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Comment: Re:Cost (Score 1) 134

by dos1 (#49749455) Attached to: Pre-Orders Start For Neo900 Open Source Phone

>it would be much harder work

Yes, of course, you can fight your own device to just make it behave in the way you want it to.
However, you can also get a device that's *made* to behave in the way you want it to.

I've had my share of working on various OS ports for mobile devices. It's never ending cat-and-mouse play. I've had enough.

Comment: Re:Cost (Score 1) 134

by dos1 (#49749433) Attached to: Pre-Orders Start For Neo900 Open Source Phone

No, read carefully and don't spread false info! There's 64GB of *internal* eMMC, plus 0.5GB of internal NAND (mostly for N900 compatibility), AND additional external microSD memory.

If you say that Neo900 "doesn't do anything special" compared to any Android phone, you surely just don't understand what this fuzz is all about. Almost any Android phone out there is hardly comparable to a openness level of devices like Neo Freerunner, GTA04 or Neo900. The best you can get from Android devices is Replicant or some libhybris abominations, and after using Freerunner and N900 for a long time I'm not exactly interested in either.

The price is simply how development of such things divided by low production yield costs. It's as simple as that. When you're comparing something developed with external funds for a order of magnitude more people, then prices drop *very quick*.

Also, obviously you cannot "take Samsung and replace GPS to more open one". Those devices both lack basic info about what's really inside and how it's connected, reworking is *very* error prone (and producing it means REing it from scratch, which would be even more expensive than Neo900 which already used GTA04 design for some of its parts), they're not FLOSS friendly, the architecture of GSM communication often isn't even privacy friendly... heck, today even finding a device with physical keyboard would be a trouble. Your ideas are simply disconnected from reality. That's not how you make devices, especially not for such a niche as this one.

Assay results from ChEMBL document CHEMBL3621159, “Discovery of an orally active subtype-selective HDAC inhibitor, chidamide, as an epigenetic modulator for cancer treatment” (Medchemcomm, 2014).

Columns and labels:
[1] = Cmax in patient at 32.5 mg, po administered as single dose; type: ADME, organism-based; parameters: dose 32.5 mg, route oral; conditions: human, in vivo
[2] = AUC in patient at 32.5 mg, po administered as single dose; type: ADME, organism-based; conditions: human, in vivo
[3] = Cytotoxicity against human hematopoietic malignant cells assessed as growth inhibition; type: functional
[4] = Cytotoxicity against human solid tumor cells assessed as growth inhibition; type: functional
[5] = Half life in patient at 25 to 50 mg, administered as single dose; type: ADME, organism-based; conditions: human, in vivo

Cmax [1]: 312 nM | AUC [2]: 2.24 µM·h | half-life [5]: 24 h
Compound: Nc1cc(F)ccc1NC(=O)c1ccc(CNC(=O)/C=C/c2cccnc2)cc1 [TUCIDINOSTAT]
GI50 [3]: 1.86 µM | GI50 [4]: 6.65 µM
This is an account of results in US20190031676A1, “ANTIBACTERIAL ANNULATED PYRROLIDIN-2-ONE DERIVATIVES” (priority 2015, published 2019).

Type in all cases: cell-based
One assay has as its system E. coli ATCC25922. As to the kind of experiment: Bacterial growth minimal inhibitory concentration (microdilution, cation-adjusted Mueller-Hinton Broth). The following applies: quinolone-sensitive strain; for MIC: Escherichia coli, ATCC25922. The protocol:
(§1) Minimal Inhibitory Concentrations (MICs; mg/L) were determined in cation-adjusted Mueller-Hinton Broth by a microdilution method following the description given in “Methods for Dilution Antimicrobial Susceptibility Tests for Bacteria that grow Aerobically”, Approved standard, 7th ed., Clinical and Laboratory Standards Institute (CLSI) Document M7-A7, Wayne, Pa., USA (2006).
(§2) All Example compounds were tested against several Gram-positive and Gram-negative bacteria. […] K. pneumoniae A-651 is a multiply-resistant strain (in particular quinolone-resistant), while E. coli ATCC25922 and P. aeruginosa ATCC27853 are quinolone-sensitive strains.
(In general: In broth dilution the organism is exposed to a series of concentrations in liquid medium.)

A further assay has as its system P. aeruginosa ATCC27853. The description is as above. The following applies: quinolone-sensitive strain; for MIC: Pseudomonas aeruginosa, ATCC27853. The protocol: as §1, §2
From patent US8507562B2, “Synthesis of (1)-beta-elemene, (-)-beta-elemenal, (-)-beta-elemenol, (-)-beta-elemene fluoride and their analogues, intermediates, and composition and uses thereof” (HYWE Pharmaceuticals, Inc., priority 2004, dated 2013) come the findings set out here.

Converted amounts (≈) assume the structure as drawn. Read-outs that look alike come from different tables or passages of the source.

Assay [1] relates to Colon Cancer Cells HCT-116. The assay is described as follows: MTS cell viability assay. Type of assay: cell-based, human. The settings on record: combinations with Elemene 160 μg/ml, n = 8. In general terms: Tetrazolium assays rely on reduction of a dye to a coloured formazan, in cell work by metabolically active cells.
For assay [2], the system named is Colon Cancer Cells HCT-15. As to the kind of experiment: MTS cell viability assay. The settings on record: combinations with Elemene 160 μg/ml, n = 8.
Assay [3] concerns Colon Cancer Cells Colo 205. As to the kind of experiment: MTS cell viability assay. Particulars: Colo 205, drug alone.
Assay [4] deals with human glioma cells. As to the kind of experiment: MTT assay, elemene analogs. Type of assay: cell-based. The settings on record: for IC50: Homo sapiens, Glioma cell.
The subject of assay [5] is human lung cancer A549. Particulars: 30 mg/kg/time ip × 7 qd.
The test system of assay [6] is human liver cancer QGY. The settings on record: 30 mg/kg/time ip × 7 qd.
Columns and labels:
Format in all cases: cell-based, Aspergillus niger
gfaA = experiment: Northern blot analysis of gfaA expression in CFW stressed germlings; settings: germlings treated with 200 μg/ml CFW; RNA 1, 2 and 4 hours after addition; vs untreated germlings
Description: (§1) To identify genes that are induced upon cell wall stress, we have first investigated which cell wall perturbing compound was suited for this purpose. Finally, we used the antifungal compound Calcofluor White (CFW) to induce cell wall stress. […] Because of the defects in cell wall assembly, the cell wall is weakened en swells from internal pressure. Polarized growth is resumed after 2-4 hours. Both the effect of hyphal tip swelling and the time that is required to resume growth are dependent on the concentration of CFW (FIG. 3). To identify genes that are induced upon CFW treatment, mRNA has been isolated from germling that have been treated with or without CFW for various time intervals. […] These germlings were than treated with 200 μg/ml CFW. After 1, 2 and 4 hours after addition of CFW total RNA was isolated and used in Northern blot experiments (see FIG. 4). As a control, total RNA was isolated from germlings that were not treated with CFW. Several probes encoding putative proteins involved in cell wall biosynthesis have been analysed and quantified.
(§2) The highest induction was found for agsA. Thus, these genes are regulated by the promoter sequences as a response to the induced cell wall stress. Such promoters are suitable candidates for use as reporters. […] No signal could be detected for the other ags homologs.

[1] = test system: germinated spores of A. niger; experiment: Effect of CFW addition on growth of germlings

That's the level of openness and transparency that is the basic requirement of this project that differentiates it from other ones: http://neo900.org/stuff/block-...

Also, the project's take on user privacy and how a modem module will be handled is very unique: http://neo900.org/stuff/ohsw20...

And that's just early stuff. Good luck finding any other suiting phone for someone for whom this stuff is important.

"The execution" of Neo900 is a result of years of experience with real open devices like those from Openmoko and OpenPhoenux community, both as their users and makers. There's hardly any comparable hardware on the market - and virtually none that is "much cheaper", as you postulate. The closest one right now is Jolla, which is still a few steps backwards compared to what Openmoko already did years ago.

Comment: Re:FAQ (Score 1) 134

by dos1 (#49746431) Attached to: Pre-Orders Start For Neo900 Open Source Phone

Capacitive screens are still annoying to use and Wacom layer requires additional stylus to make your input more accurate. On my N900, I can pretty accurately select 8px text just with side of my fingernail, plus it doesn't register accidental presses as soon as I make a skin contact with the screen - and those are killer features for me.

Comment: Re:It. Will. Fail. Period (Score 1) 134

by dos1 (#49746369) Attached to: Pre-Orders Start For Neo900 Open Source Phone

I'm still using my Openmoko Neo Freerunner and my Nokia N900.

I love the form factor of N900.
I love complete freedom over the software of Neo Freerunner.